Pittsburgh Pension Fund Projected To Remain Flat In 2016

By Reina Ilagan

Dec 09, 2016 10:07 AM EST

Fund managers predicted that the employee pension investments in Pittsburgh will remain flat again in 2016. The value of its portfolio has been flat since 2004.

The city pays the retirees each year through the investment earnings. Despite having committed more than $1 billion over 12 years, the pension remained heavily underfunded. The city still owes the future and current retires $1.2 billion. Presently, it only has 56% of cash value in retirement accounts. It dropped from last year's 57%.

With cash contributions totaling to about $75 million for 2016, City Finance Director Paul Leger predicted that market investments earning 5.3% for the 12 months ending September would not be enough to cover the difference.

"My concern is how much money can we continue to shovel into a pension fund at the taxpayers' expense without getting that money then from the taxpayers," Leger said.

"That's the balance that has to be hit."

Members of Pittsburgh's Comprehensive Municipal Trust Fund considered dropping the rate of return they assume investments will earn each year, resulting to the city pumping more money into pensions.

Under state laws, municipalities may project investment earnings. By setting a higher rate, municipalities lower the amount Pennsylvania requires them to put into pension funds.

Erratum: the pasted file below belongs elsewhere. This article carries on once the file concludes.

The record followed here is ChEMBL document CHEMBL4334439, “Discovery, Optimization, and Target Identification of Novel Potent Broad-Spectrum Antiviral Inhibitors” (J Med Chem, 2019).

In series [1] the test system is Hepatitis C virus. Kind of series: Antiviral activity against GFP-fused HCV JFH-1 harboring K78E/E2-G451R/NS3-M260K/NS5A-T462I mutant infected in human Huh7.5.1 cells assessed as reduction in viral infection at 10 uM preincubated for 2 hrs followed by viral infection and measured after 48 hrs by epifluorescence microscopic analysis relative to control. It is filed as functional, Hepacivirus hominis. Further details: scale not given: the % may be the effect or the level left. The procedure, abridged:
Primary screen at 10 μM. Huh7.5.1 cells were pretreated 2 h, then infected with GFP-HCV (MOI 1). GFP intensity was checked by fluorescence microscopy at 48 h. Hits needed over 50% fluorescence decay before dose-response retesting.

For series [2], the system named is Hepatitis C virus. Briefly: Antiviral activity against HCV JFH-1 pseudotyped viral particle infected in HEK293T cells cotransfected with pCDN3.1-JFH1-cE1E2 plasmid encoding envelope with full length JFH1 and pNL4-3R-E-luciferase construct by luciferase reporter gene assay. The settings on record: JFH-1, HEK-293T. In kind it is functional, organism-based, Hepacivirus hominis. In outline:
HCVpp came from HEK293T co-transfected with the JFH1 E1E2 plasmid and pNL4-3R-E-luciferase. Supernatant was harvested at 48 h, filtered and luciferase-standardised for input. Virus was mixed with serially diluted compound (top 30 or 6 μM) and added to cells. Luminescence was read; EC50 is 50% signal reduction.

By lowering the rate of return from 7.5% to 7%, it would cost the city about $8 million extra each year. If lowered to 7.25%, it would cost about $4 million.

"We're not seeing those steady returns even at 7.5 percent," stated Ralph Sicuro, a pension board member and president of International Association of Firefighters Local 1.

"Why would we not consider rolling it back now? At some point, that's going to catch up with us," he added.

Another board member, City Controller Michael Lamb, has been advocating on lowering the percentage. He noted that pension payments budgeted for 2017 would exceed by $21 million the minimum contribution requirement of $49 million.

"In some ways, the reduction is meaningless because we're already doing what the reduction would get us," he said.

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